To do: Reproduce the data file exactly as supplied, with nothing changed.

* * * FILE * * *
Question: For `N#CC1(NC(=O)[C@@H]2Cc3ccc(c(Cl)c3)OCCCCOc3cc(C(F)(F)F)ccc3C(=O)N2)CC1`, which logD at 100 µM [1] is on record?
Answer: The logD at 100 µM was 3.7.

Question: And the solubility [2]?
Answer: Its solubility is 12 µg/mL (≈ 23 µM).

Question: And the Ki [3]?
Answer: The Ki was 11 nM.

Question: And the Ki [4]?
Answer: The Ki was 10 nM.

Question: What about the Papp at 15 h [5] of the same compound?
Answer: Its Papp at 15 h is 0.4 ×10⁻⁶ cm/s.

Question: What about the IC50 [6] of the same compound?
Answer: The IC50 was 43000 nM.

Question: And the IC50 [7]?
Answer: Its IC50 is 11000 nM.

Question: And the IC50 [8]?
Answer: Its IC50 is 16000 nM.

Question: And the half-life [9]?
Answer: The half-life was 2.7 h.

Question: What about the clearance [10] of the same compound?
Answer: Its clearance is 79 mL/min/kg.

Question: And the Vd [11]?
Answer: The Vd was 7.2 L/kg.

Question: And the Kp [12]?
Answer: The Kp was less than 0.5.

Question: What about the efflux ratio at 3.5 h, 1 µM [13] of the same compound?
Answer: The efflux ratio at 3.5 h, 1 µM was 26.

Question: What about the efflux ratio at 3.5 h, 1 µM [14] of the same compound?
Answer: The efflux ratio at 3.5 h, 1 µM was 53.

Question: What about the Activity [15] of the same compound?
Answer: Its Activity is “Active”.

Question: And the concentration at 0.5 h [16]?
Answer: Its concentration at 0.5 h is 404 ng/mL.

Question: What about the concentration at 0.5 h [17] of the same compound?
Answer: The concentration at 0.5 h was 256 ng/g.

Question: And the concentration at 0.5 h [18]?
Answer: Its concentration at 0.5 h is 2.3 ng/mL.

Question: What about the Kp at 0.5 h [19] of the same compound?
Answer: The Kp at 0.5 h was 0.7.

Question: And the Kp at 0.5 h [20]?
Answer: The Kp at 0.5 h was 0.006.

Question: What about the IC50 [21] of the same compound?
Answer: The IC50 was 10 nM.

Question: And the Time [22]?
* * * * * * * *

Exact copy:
Question: For `N#CC1(NC(=O)[C@@H]2Cc3ccc(c(Cl)c3)OCCCCOc3cc(C(F)(F)F)ccc3C(=O)N2)CC1`, which logD at 100 µM [1] is on record?
Answer: The logD at 100 µM was 3.7.

Question: And the solubility [2]?
Answer: Its solubility is 12 µg/mL (≈ 23 µM).

Question: And the Ki [3]?
Answer: The Ki was 11 nM.

Question: And the Ki [4]?
Answer: The Ki was 10 nM.

Question: What about the Papp at 15 h [5] of the same compound?
Answer: Its Papp at 15 h is 0.4 ×10⁻⁶ cm/s.

Question: What about the IC50 [6] of the same compound?
Answer: The IC50 was 43000 nM.

Question: And the IC50 [7]?
Answer: Its IC50 is 11000 nM.

Question: And the IC50 [8]?
Answer: Its IC50 is 16000 nM.

Question: And the half-life [9]?
Answer: The half-life was 2.7 h.

Question: What about the clearance [10] of the same compound?
Answer: Its clearance is 79 mL/min/kg.

Question: And the Vd [11]?
Answer: The Vd was 7.2 L/kg.

Question: And the Kp [12]?
Answer: The Kp was less than 0.5.

Question: What about the efflux ratio at 3.5 h, 1 µM [13] of the same compound?
Answer: The efflux ratio at 3.5 h, 1 µM was 26.

Question: What about the efflux ratio at 3.5 h, 1 µM [14] of the same compound?
Answer: The efflux ratio at 3.5 h, 1 µM was 53.

Question: What about the Activity [15] of the same compound?
Answer: Its Activity is “Active”.

Question: And the concentration at 0.5 h [16]?
Answer: Its concentration at 0.5 h is 404 ng/mL.

Question: What about the concentration at 0.5 h [17] of the same compound?
Answer: The concentration at 0.5 h was 256 ng/g.

Question: And the concentration at 0.5 h [18]?
Answer: Its concentration at 0.5 h is 2.3 ng/mL.

Question: What about the Kp at 0.5 h [19] of the same compound?
Answer: The Kp at 0.5 h was 0.7.

Question: And the Kp at 0.5 h [20]?
Answer: The Kp at 0.5 h was 0.006.

Question: What about the IC50 [21] of the same compound?
Answer: The IC50 was 10 nM.

Question: And the Time [22]?